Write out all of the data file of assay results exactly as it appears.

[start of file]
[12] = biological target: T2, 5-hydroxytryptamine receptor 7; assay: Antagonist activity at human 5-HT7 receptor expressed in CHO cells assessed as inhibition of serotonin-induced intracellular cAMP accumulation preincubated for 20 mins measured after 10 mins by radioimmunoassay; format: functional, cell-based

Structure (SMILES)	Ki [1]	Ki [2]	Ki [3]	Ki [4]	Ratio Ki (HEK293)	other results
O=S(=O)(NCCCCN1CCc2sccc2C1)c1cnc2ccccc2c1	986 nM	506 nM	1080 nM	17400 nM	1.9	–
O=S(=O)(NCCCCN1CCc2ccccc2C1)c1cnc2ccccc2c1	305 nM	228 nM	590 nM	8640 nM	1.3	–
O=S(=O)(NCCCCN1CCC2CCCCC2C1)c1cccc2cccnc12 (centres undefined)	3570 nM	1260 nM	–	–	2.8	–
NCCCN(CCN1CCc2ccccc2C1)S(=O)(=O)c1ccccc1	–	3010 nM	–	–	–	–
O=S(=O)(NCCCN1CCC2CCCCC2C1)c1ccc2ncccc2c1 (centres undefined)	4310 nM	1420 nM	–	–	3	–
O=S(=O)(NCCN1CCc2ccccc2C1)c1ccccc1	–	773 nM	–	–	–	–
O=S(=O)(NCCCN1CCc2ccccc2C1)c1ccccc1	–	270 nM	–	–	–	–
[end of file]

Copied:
[12] = biological target: T2, 5-hydroxytryptamine receptor 7; assay: Antagonist activity at human 5-HT7 receptor expressed in CHO cells assessed as inhibition of serotonin-induced intracellular cAMP accumulation preincubated for 20 mins measured after 10 mins by radioimmunoassay; format: functional, cell-based

Structure (SMILES)	Ki [1]	Ki [2]	Ki [3]	Ki [4]	Ratio Ki (HEK293)	other results
O=S(=O)(NCCCCN1CCc2sccc2C1)c1cnc2ccccc2c1	986 nM	506 nM	1080 nM	17400 nM	1.9	–
O=S(=O)(NCCCCN1CCc2ccccc2C1)c1cnc2ccccc2c1	305 nM	228 nM	590 nM	8640 nM	1.3	–
O=S(=O)(NCCCCN1CCC2CCCCC2C1)c1cccc2cccnc12 (centres undefined)	3570 nM	1260 nM	–	–	2.8	–
NCCCN(CCN1CCc2ccccc2C1)S(=O)(=O)c1ccccc1	–	3010 nM	–	–	–	–
O=S(=O)(NCCCN1CCC2CCCCC2C1)c1ccc2ncccc2c1 (centres undefined)	4310 nM	1420 nM	–	–	3	–
O=S(=O)(NCCN1CCc2ccccc2C1)c1ccccc1	–	773 nM	–	–	–	–
O=S(=O)(NCCCN1CCc2ccccc2C1)c1ccccc1	–	270 nM	–	–	–	–